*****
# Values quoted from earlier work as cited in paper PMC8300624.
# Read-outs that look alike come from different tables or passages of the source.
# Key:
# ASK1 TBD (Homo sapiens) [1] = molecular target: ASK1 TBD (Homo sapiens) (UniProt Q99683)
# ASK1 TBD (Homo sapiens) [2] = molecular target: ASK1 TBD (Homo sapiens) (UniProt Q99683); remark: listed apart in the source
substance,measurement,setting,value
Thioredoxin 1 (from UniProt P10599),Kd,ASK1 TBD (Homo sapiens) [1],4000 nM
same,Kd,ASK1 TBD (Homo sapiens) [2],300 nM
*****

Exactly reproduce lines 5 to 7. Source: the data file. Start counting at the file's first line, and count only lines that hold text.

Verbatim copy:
# ASK1 TBD (Homo sapiens) [2] = molecular target: ASK1 TBD (Homo sapiens) (UniProt Q99683); remark: listed apart in the source
substance,measurement,setting,value
Thioredoxin 1 (from UniProt P10599),Kd,ASK1 TBD (Homo sapiens) [1],4000 nM